Okay, we need to talk about it. ‘Cause… ewww. Malva stood all up on her tiptoes just to peek through a window and watch Mr. and Mrs. Fraser knock boots… and other things. I knew it! Something was just off about her. She’s got guts like I said in my other recap, but yikes. Maybe she’s got a bit too many guts. Too much guts? You know what I mean! Outlander is a sex-positive show, but watching without permission is a no-no, and Malva seemed mighty interested. Creeeepyyyyy…
It’s taking me considerable effort to get away from the creep factor that is Malva right now. I really want to know what her significance will be to the greater story. For her to be this much of a focus character, it must be something important. Will she be helpful somehow? Will she stir some stuff up? I haven’t read the books, and we show-only peeps have yet to see what’s up.
All the yuck aside, this episode drives home the point of “choosing a side.” Tying in with the title, “The Hour of the Wolf,” Ian confronts his worst fears, and his past is resolved. Loose ends are tied up. Jamie, seeing Ian’s journey and hearing what Brianna has told him, has chosen his side: enemy of the Crown. After seeing how Alexander behaved, it may have even given him even more clarity that most European colonists are just in it for themselves. Even Malva’s true colors showing fit the overarching theme. There’s no more time for false pretenses, and the show is going to jump right into the conflict.
Something I’ve been a bit suspicious about is coming to the surface and requires a bit of explanation because I haven’t really focused on this side story in my previous recaps. Remember the woman that Roger “rescued” from a supposed haunting by discovering a stowaway bullfrog in her milk pail? Welp, he’s been helping her out, building her house, and such. She’s a widow with some kids, and they’ve been spending a lot of time together. Now, we aren’t jumping to conclusions, but based on the next episode preview, something is afoot. Brianna expresses concern about the time Roger and the woman spend together, and this jumps us right into the theme of loyalty. Jamie is breaking his oath to the Crown and is worried about what his family might think. We get some glimpses of his aunt Jocasta (Maria Doyle Kennedy) and his friend John Grey (David Berry) presumably reacting to the news. John Grey, who I am super happy to see returning to the screen, is a ride-or-die character. I think he’ll understand where Jamie’s coming from. But Jocasta… we’ll see how she reacts. In short, the tide has turned, and we’re probably getting some more action in the next episode. The Frasers’ allegiance is to the new nation being born, and it’s a rare birth that’s without blood.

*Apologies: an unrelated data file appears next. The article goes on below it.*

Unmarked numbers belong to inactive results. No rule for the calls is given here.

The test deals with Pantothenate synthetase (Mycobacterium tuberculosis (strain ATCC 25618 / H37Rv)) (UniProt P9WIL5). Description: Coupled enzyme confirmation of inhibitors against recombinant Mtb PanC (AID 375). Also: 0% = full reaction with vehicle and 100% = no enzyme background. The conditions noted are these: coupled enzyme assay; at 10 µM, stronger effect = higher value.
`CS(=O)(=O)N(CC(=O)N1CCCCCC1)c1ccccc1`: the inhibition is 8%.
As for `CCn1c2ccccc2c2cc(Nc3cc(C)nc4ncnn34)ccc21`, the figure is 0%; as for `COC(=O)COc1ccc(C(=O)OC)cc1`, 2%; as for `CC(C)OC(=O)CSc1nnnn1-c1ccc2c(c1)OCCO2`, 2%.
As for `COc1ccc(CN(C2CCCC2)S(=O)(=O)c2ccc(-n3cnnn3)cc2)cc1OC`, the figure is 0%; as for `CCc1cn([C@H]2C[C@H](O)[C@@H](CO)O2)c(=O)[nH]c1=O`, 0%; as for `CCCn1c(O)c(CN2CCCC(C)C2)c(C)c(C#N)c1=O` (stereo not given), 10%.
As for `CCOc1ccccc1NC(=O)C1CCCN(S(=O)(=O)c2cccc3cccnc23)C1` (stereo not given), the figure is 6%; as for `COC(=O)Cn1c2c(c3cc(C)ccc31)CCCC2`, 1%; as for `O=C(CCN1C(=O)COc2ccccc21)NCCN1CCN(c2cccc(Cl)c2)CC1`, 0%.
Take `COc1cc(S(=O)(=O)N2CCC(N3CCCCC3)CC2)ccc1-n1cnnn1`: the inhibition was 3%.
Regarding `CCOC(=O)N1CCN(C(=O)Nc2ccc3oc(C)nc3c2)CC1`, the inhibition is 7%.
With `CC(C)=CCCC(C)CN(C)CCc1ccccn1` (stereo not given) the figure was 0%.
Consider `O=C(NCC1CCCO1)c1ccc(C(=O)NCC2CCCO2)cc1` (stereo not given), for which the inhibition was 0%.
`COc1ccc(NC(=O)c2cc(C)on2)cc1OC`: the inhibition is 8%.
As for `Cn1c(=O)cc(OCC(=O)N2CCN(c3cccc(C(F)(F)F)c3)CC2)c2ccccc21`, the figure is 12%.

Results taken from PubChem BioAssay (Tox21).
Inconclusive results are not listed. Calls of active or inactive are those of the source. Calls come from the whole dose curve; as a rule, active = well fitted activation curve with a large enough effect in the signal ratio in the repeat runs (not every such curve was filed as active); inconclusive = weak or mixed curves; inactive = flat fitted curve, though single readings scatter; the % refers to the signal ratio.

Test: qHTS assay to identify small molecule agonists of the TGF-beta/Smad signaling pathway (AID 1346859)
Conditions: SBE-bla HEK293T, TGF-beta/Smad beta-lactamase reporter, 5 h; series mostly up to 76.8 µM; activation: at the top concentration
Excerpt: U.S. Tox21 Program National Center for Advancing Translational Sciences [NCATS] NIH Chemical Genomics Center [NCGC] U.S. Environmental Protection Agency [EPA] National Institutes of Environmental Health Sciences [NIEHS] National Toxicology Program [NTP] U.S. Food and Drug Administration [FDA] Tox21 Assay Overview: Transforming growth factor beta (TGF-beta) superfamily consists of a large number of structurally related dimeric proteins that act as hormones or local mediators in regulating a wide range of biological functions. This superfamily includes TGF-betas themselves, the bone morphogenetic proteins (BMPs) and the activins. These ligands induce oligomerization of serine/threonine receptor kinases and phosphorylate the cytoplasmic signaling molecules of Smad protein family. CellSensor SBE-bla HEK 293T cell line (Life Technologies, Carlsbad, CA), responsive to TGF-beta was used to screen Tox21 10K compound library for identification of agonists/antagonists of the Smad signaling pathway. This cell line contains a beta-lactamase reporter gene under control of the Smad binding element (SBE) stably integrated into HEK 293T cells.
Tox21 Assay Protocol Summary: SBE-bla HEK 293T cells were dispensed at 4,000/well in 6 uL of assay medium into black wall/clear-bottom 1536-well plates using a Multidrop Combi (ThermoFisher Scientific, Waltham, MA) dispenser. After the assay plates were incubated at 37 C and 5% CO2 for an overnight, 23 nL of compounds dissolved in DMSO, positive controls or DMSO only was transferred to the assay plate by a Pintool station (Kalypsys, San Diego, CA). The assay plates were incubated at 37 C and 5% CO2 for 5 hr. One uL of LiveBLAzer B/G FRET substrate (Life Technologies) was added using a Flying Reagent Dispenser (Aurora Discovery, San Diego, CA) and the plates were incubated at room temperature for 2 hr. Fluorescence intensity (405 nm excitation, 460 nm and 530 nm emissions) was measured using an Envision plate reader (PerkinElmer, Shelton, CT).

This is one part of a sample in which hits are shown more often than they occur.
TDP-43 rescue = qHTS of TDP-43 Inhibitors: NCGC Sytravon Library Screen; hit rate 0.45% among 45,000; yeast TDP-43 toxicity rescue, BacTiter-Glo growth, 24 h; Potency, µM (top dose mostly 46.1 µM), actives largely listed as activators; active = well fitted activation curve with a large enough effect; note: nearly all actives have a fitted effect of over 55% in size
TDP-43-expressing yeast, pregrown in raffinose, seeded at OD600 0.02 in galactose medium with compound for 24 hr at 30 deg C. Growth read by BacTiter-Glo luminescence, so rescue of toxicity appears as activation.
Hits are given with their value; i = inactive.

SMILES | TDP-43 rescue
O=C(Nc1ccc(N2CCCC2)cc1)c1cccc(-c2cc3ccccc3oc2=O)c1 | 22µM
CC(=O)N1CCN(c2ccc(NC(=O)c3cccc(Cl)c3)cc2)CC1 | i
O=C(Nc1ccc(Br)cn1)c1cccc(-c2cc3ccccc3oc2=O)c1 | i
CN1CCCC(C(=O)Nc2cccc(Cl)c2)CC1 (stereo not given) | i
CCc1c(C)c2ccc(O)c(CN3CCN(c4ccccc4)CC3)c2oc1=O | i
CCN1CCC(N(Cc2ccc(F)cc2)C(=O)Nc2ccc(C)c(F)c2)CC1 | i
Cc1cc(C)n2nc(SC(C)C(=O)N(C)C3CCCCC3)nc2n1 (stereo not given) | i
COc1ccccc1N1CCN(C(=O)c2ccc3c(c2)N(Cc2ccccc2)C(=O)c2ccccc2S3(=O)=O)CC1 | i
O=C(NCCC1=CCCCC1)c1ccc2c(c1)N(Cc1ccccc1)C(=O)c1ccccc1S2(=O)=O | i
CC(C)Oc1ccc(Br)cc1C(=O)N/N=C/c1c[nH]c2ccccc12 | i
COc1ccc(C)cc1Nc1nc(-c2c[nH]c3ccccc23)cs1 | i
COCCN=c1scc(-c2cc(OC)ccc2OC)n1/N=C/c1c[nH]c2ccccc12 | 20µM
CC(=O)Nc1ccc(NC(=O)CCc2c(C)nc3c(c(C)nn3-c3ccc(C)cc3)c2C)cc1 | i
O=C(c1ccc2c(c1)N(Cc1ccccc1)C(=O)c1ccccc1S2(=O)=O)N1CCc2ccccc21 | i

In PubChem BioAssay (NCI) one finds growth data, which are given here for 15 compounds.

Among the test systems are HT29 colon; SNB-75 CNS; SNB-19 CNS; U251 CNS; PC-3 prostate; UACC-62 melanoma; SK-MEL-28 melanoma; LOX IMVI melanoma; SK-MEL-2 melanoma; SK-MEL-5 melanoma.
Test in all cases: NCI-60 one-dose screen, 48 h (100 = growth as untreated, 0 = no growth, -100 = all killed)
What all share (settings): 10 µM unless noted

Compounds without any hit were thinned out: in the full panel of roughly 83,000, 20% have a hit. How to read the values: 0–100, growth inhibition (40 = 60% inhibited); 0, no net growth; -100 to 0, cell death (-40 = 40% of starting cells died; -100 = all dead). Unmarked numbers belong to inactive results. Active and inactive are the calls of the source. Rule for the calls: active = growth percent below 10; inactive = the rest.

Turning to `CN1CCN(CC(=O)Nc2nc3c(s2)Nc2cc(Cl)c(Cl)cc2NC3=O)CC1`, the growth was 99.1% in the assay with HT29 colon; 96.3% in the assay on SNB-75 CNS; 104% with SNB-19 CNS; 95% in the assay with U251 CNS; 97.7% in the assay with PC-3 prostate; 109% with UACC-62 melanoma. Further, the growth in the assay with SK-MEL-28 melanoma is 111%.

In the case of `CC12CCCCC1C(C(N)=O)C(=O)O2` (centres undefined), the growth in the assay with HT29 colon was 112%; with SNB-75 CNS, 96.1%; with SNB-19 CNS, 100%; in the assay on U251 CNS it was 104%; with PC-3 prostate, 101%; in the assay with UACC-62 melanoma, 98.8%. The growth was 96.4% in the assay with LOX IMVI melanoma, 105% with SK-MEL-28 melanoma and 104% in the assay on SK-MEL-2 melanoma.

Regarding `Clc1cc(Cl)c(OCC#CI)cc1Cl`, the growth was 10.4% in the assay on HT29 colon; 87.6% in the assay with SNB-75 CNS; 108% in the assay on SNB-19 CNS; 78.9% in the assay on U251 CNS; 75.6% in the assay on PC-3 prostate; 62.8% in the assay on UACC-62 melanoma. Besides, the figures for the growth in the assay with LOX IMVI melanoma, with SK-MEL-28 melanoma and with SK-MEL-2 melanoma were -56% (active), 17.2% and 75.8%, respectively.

How do you think Jocasta and John Grey will react to Jamie’s decision? I do like some good old-fashioned fictional family drama, but Jocasta didn’t look too pleased…